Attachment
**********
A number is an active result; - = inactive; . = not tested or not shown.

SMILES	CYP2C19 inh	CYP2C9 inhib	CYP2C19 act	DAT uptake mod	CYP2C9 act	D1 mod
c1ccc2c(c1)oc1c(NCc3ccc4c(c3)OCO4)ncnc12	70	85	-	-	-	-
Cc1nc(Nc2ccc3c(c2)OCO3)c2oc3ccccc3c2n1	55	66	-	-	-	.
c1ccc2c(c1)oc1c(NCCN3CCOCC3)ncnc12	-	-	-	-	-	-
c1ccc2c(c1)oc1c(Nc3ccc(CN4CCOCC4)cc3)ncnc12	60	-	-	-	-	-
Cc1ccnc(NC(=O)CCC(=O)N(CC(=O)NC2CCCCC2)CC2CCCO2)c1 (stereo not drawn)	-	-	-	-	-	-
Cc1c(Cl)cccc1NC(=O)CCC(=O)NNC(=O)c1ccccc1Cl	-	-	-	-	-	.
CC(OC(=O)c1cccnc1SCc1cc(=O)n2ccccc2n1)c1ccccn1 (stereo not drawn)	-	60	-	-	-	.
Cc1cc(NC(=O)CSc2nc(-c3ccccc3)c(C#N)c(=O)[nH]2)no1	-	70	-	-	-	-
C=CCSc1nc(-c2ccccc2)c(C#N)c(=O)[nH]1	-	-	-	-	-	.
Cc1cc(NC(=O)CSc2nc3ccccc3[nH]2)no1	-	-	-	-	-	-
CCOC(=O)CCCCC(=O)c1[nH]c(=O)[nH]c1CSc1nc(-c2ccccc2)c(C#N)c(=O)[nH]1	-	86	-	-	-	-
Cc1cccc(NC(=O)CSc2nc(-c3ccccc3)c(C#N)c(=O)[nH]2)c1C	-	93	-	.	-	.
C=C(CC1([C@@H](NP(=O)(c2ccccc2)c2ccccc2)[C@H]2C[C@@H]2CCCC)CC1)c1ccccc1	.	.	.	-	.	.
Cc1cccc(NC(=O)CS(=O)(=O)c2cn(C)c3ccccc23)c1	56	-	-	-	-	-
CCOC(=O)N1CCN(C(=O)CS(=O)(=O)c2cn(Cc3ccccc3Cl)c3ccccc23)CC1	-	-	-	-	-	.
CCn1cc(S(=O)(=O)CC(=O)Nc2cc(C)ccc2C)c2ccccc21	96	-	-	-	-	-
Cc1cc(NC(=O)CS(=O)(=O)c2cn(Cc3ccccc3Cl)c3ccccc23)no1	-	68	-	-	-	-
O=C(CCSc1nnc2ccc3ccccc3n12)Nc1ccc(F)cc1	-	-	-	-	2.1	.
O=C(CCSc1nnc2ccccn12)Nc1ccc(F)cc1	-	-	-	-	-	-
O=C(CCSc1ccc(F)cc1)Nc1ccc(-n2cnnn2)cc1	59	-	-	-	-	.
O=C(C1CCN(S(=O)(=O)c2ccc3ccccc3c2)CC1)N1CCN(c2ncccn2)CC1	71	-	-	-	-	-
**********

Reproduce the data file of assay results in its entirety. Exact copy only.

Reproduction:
A number is an active result; - = inactive; . = not tested or not shown.

SMILES	CYP2C19 inh	CYP2C9 inhib	CYP2C19 act	DAT uptake mod	CYP2C9 act	D1 mod
c1ccc2c(c1)oc1c(NCc3ccc4c(c3)OCO4)ncnc12	70	85	-	-	-	-
Cc1nc(Nc2ccc3c(c2)OCO3)c2oc3ccccc3c2n1	55	66	-	-	-	.
c1ccc2c(c1)oc1c(NCCN3CCOCC3)ncnc12	-	-	-	-	-	-
c1ccc2c(c1)oc1c(Nc3ccc(CN4CCOCC4)cc3)ncnc12	60	-	-	-	-	-
Cc1ccnc(NC(=O)CCC(=O)N(CC(=O)NC2CCCCC2)CC2CCCO2)c1 (stereo not drawn)	-	-	-	-	-	-
Cc1c(Cl)cccc1NC(=O)CCC(=O)NNC(=O)c1ccccc1Cl	-	-	-	-	-	.
CC(OC(=O)c1cccnc1SCc1cc(=O)n2ccccc2n1)c1ccccn1 (stereo not drawn)	-	60	-	-	-	.
Cc1cc(NC(=O)CSc2nc(-c3ccccc3)c(C#N)c(=O)[nH]2)no1	-	70	-	-	-	-
C=CCSc1nc(-c2ccccc2)c(C#N)c(=O)[nH]1	-	-	-	-	-	.
Cc1cc(NC(=O)CSc2nc3ccccc3[nH]2)no1	-	-	-	-	-	-
CCOC(=O)CCCCC(=O)c1[nH]c(=O)[nH]c1CSc1nc(-c2ccccc2)c(C#N)c(=O)[nH]1	-	86	-	-	-	-
Cc1cccc(NC(=O)CSc2nc(-c3ccccc3)c(C#N)c(=O)[nH]2)c1C	-	93	-	.	-	.
C=C(CC1([C@@H](NP(=O)(c2ccccc2)c2ccccc2)[C@H]2C[C@@H]2CCCC)CC1)c1ccccc1	.	.	.	-	.	.
Cc1cccc(NC(=O)CS(=O)(=O)c2cn(C)c3ccccc23)c1	56	-	-	-	-	-
CCOC(=O)N1CCN(C(=O)CS(=O)(=O)c2cn(Cc3ccccc3Cl)c3ccccc23)CC1	-	-	-	-	-	.
CCn1cc(S(=O)(=O)CC(=O)Nc2cc(C)ccc2C)c2ccccc21	96	-	-	-	-	-
Cc1cc(NC(=O)CS(=O)(=O)c2cn(Cc3ccccc3Cl)c3ccccc23)no1	-	68	-	-	-	-
O=C(CCSc1nnc2ccc3ccccc3n12)Nc1ccc(F)cc1	-	-	-	-	2.1	.
O=C(CCSc1nnc2ccccn12)Nc1ccc(F)cc1	-	-	-	-	-	-
O=C(CCSc1ccc(F)cc1)Nc1ccc(-n2cnnn2)cc1	59	-	-	-	-	.
O=C(C1CCN(S(=O)(=O)c2ccc3ccccc3c2)CC1)N1CCN(c2ncccn2)CC1	71	-	-	-	-	-